Heart and Circulatory Physiology

Arginase 1 contributes to diminished coronary arteriolar dilation in patients with diabetes

Timea Beleznai, Attila Feher, David Spielvogel, Steven L. Lansman, Zsolt Bagi


Arginase 1, via competing with nitric oxide (NO) synthase for the substrate l-arginine, may interfere with NO-mediated vascular responses. We tested the hypothesis that arginase 1 contributes to coronary vasomotor dysfunction in patients with diabetes mellitus (DM). Coronary arterioles were dissected from the right atrial appendages of 41 consecutive patients with or without DM (the 2 groups suffered from similar comorbidities), and agonist-induced changes in diameter were measured with videomicroscopy. We found that the endothelium-dependent agonist ACh elicited a diminished vasodilation and caused constriction to the highest ACh concentration (0.1 μM) with a similar magnitude in patients with (18 ± 8%) and without (17 ± 9%) DM. Responses to ACh were not significantly affected by the inhibition of NO synthesis with NG-nitro-l-arginine methyl ester in either group. The NO donor sodium nitroprusside-dependent dilations were not different in patients with or without DM. Interestingly, we found that the presence of NG-hydroxy-l-arginine (10 μM), a selective inhibitor of arginase or application of l-arginine (3 mM), restored ACh-induced coronary dilations only in patients with DM (to 47 ± 6% and to 40 ± 19%, respectively) but not in subjects without DM. Correspondingly, the protein expression of arginase 1 was increased in coronary arterioles of patients with DM compared with subjects without diabetes. Moreover, using immunocytochemistry, we detected an abundant immunostaining of arginase 1 in coronary endothelial cells of patients with DM, which was colocalized with NO synthase. Collectively, we provided evidence for a distinct upregulation of arginase 1 in coronary arterioles of patients with DM, which contributes to a reduced NO production and consequently diminished vasodilation.

  • coronary microvessel
  • endothelium
  • endothelial nitric oxide synthase

patients with diabetes exhibit endothelial dysfunction, which is characterized by an impaired flow- and acetylcholine (ACh)-induced, endothelium-dependent relaxation of brachial artery (8) and forearm resistance vessels (36). Kaneda et al. (17) performed a study in which 165 patients underwent intracoronary injection of ACh and found that diabetes was the strongest predictor for ACh-induced vasospasm, a response that indicates coronary endothelial dysfunction. This and other studies indicated that diabetes is also associated with an impaired dilator function of coronary arteries, and this is manifested and measured as a reduced vasodilator or even vasoconstrictor response to ACh (5, 23). Our previous studies have demonstrated that coronary arterioles isolated from animals with experimental diabetes also exhibit impaired ACh-induced dilation, which is primarily due to the reduced synthesis and/or availability of nitric oxide (NO) (1, 2, 9, 16). The exact mechanism(s) responsible for the diminished NO production in human diabetes is still incompletely understood.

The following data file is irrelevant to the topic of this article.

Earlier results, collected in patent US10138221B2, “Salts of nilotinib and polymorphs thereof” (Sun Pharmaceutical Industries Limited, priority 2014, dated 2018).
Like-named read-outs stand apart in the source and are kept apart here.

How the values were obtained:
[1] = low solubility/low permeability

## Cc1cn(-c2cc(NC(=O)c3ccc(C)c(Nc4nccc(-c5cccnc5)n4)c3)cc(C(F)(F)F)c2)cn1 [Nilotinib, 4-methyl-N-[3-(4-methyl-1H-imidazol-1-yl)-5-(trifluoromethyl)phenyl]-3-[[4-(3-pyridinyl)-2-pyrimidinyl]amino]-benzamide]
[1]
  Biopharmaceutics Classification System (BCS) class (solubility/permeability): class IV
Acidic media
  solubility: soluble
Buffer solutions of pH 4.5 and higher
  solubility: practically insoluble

l-Arginine, the substrate for NO synthase, is the precursor for NO synthesis in the vascular endothelium. Experimental and also human studies have indicated that the administration of l-arginine could improve NO bioavailability in coronary arteries (12). Intracoronary infusion of l-arginine in patients with coronary artery disease attenuated the vasoconstrictor response to intracoronary ACh and increased coronary blood flow (6). Lerman et al. (19) studied the effect of the long-term administration of l-arginine (9 g/day) on patients with nonobstructive coronary disease and found a markedly improved coronary vasodilator response to ACh. It is known that the Km of NO synthase for l-arginine is 2.9 μM and the intracellular concentrations of l-arginine range from 0.1 to 1.0 mM; thus in these studies it was surprising that the administration of l-arginine is associated with an increased bioavailability of NO, the arginine paradox. Interestingly, recent studies suggested an attractive hypothesis, namely, that arginase 1, the focal enzyme of the urea cycle hydrolyzing l-arginine, interferes with NO synthesis and may contribute to the development of vascular disease (7). Recently, Zhang et al. (40) demonstrated that in pigs with experimental hypertension, NO-mediated dilation of coronary arterioles is reduced because of an increased arginase-1 activity, which limited l-arginine availability to NO synthase. A study by Romero et al. (31) showed that increased arginase-1 activity contributes to a diminished NO-mediated response in coronary arteries of diabetic rats. Experimental evidence supporting the contribution of arginase 1 to diminished coronary dilation is lacking in human diabetes.